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R. C. Garland, F. Tayyari, S. A. Frimmel, S. Zandi, S. Nakao, L. Almulki, A. Hafezi-Moghadam; Role of Platelet Activating Factor in LPS-induced Uveitis. Invest. Ophthalmol. Vis. Sci. 2009;50(13):6043.
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Uveitis is a common inflammatory disease, characterized by leukocyte infiltration in ocular tissues including retina. To investigate the possible role of the pro-inflammatory phospholipid, platelet activating factor (PAF), in this disease, we used the PAF inhibitor, Ginkgolide B (GB), in experimental uveitis.
To induce uveitis, footpads of Lewis rats were injected with 100µg lipopolysaccharide (LPS), with or without GB pre-treatment. After 24 hrs, the animals were sacrificed and retinal flat mounts were prepared. In some rats, recombinant PSGL-1 conjugated fluorescent microspheres were injected systemically 3 hrs before sacrifice to perform in vivo imaging. The number of firmly adhering leukocytes and microspheres in retinal vessels were counted.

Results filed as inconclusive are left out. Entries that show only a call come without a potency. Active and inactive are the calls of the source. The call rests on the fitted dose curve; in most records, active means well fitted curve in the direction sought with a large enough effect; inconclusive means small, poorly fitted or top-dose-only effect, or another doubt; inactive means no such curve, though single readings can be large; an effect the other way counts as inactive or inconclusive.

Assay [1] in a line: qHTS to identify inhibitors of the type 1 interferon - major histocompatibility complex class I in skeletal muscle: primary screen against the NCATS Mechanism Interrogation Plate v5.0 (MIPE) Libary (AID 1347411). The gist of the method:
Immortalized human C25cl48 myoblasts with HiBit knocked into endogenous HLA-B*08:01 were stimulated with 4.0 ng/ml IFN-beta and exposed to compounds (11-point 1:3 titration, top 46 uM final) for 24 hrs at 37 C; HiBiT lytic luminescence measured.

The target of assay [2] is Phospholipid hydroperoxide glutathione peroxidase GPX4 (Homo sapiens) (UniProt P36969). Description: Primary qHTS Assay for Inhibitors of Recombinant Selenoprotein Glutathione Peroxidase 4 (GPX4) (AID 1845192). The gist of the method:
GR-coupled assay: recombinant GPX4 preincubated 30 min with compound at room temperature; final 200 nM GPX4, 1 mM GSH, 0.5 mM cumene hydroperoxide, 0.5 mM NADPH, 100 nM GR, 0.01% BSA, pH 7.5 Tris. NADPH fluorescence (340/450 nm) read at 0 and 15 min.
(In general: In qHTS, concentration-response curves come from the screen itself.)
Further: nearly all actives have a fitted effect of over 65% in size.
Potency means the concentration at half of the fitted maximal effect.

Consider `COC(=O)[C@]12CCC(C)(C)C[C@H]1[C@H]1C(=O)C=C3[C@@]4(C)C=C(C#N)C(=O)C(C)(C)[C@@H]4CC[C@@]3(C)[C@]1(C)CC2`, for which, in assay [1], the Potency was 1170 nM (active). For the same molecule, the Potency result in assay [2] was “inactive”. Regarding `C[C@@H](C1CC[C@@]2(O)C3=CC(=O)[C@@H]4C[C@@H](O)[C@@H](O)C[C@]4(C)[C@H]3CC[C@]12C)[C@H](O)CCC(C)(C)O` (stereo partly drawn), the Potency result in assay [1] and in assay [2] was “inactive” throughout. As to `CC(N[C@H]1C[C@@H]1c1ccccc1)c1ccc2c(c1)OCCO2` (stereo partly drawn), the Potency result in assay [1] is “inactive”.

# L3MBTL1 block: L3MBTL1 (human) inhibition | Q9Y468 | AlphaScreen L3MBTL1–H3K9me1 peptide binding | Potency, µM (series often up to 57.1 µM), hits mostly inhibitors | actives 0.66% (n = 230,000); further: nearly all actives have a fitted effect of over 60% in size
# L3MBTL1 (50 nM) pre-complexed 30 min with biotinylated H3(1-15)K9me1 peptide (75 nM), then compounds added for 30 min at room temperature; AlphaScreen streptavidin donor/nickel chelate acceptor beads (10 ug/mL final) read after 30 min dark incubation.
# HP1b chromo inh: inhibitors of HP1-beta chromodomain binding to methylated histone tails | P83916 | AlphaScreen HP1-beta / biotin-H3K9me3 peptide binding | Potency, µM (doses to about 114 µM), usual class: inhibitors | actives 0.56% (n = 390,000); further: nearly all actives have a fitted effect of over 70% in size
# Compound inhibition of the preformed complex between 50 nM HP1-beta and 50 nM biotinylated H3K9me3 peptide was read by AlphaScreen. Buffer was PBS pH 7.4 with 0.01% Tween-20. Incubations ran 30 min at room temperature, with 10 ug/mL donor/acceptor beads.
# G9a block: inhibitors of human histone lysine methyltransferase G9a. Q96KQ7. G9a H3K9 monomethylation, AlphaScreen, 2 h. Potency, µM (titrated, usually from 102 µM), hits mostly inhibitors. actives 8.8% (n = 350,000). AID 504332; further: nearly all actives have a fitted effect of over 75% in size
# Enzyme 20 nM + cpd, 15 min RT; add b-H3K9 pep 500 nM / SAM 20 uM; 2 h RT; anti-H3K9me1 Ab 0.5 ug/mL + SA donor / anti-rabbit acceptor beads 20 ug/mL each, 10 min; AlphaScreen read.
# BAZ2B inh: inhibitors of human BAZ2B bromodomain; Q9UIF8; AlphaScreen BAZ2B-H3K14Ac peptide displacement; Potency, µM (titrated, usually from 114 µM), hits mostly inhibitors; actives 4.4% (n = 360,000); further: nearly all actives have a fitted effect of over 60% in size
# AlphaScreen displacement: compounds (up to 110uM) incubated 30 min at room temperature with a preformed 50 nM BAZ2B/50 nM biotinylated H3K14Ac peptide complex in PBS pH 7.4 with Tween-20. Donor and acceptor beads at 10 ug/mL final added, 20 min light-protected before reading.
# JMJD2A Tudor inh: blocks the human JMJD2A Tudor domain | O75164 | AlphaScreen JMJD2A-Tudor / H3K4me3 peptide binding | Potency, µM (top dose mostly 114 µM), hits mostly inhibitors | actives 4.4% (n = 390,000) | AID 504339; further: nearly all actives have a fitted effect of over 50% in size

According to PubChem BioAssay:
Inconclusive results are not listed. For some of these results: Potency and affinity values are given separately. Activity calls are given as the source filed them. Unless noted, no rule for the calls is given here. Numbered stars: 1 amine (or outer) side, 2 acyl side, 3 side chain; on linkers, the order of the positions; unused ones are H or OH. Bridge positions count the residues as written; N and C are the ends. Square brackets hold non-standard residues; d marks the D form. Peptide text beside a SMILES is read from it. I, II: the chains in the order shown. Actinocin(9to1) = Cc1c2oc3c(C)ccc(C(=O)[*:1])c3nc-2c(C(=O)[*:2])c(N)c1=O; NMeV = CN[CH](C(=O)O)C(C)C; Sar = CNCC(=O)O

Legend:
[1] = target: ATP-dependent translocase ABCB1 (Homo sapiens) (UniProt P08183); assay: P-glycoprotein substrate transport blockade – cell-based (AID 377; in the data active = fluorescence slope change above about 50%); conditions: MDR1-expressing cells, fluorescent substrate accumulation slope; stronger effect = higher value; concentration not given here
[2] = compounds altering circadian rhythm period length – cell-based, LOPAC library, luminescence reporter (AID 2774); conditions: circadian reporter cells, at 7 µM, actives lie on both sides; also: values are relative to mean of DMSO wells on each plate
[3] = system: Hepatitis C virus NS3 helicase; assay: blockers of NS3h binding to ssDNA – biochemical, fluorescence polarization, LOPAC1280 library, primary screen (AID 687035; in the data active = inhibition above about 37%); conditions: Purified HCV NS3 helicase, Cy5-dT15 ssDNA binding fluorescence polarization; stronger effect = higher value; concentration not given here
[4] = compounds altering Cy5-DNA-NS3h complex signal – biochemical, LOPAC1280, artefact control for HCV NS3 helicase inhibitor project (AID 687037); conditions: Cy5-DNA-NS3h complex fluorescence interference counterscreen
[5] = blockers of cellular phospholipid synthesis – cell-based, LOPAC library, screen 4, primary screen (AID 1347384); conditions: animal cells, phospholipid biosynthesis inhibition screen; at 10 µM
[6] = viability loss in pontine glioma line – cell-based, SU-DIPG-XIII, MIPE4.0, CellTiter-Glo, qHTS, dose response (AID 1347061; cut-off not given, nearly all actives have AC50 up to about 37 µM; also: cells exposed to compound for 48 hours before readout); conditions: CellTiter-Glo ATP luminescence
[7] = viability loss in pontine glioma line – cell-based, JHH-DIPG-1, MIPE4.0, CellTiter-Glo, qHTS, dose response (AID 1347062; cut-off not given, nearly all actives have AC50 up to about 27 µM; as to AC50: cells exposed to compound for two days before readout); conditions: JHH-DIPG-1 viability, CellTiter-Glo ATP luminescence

The number of firmly adhering leukocytes in retinal veins (152.1± 23.3, n=6) was reduced by 74.3 % over controls (592.1± 95.5, n=6, p<0.001) in GB-treated animals. The number in retinal arteries was lower by 30.5 % in GB-treated animals (16.6 ± 3.0, n=6) than in controls (23.9 ± 4.5, n=6); however, the difference did not reach statistical significance (p<0.2). The number of PSGL-1 conjugated microspheres in the retinal vasculature (148.0 ± 16.6, n=6) was 48 % less in GB-treated animals than in vehicle-treated controls (286.5 ± 25.4, n=4, p<0.001).
Platelet Activating Factor is critical to the inflammatory leukocyte recruitment in EIU. Our in vivo molecular imaging suggests that P-selectin translocation to the retinal endothelial surface contributes to the effect of PAF. Targeting PAF with GB might become an attractive strategy in treatment and prevention of acute ocular inflammation.
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